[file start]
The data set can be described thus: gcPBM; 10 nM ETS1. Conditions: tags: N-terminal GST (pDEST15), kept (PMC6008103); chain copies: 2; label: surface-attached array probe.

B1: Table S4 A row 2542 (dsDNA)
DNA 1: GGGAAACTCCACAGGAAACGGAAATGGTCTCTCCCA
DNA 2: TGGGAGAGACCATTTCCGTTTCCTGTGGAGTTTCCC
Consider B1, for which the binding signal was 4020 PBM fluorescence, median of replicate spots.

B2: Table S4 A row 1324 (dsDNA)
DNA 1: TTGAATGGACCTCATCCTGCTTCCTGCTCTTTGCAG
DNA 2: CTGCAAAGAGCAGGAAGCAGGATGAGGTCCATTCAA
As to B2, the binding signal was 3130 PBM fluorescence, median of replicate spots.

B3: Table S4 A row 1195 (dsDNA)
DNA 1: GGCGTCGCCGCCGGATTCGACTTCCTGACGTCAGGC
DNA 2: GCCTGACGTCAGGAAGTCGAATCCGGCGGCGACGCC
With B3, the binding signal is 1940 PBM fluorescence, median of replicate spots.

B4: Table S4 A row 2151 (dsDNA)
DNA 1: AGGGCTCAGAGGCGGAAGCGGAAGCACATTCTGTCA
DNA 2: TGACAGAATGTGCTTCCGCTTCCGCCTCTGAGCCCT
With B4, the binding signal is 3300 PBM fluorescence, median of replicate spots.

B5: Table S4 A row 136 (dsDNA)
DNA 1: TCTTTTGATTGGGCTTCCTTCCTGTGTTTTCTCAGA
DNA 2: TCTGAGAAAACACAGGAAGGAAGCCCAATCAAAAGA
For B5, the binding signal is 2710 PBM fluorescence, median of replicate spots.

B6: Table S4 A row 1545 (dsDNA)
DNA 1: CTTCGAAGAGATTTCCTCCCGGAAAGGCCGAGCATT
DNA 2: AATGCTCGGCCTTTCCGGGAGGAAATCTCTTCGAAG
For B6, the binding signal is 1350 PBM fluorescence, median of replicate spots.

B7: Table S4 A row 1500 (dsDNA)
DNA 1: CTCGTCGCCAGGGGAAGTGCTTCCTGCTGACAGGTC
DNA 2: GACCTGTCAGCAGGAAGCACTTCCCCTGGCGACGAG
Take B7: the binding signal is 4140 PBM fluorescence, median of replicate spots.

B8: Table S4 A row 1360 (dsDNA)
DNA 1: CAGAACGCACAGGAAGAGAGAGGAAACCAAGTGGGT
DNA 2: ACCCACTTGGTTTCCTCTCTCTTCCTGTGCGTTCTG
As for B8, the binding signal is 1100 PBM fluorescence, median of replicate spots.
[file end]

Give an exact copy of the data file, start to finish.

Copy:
The data set can be described thus: gcPBM; 10 nM ETS1. Conditions: tags: N-terminal GST (pDEST15), kept (PMC6008103); chain copies: 2; label: surface-attached array probe.

B1: Table S4 A row 2542 (dsDNA)
DNA 1: GGGAAACTCCACAGGAAACGGAAATGGTCTCTCCCA
DNA 2: TGGGAGAGACCATTTCCGTTTCCTGTGGAGTTTCCC
Consider B1, for which the binding signal was 4020 PBM fluorescence, median of replicate spots.

B2: Table S4 A row 1324 (dsDNA)
DNA 1: TTGAATGGACCTCATCCTGCTTCCTGCTCTTTGCAG
DNA 2: CTGCAAAGAGCAGGAAGCAGGATGAGGTCCATTCAA
As to B2, the binding signal was 3130 PBM fluorescence, median of replicate spots.

B3: Table S4 A row 1195 (dsDNA)
DNA 1: GGCGTCGCCGCCGGATTCGACTTCCTGACGTCAGGC
DNA 2: GCCTGACGTCAGGAAGTCGAATCCGGCGGCGACGCC
With B3, the binding signal is 1940 PBM fluorescence, median of replicate spots.

B4: Table S4 A row 2151 (dsDNA)
DNA 1: AGGGCTCAGAGGCGGAAGCGGAAGCACATTCTGTCA
DNA 2: TGACAGAATGTGCTTCCGCTTCCGCCTCTGAGCCCT
With B4, the binding signal is 3300 PBM fluorescence, median of replicate spots.

B5: Table S4 A row 136 (dsDNA)
DNA 1: TCTTTTGATTGGGCTTCCTTCCTGTGTTTTCTCAGA
DNA 2: TCTGAGAAAACACAGGAAGGAAGCCCAATCAAAAGA
For B5, the binding signal is 2710 PBM fluorescence, median of replicate spots.

B6: Table S4 A row 1545 (dsDNA)
DNA 1: CTTCGAAGAGATTTCCTCCCGGAAAGGCCGAGCATT
DNA 2: AATGCTCGGCCTTTCCGGGAGGAAATCTCTTCGAAG
For B6, the binding signal is 1350 PBM fluorescence, median of replicate spots.

B7: Table S4 A row 1500 (dsDNA)
DNA 1: CTCGTCGCCAGGGGAAGTGCTTCCTGCTGACAGGTC
DNA 2: GACCTGTCAGCAGGAAGCACTTCCCCTGGCGACGAG
Take B7: the binding signal is 4140 PBM fluorescence, median of replicate spots.

B8: Table S4 A row 1360 (dsDNA)
DNA 1: CAGAACGCACAGGAAGAGAGAGGAAACCAAGTGGGT
DNA 2: ACCCACTTGGTTTCCTCTCTCTTCCTGTGCGTTCTG
As for B8, the binding signal is 1100 PBM fluorescence, median of replicate spots.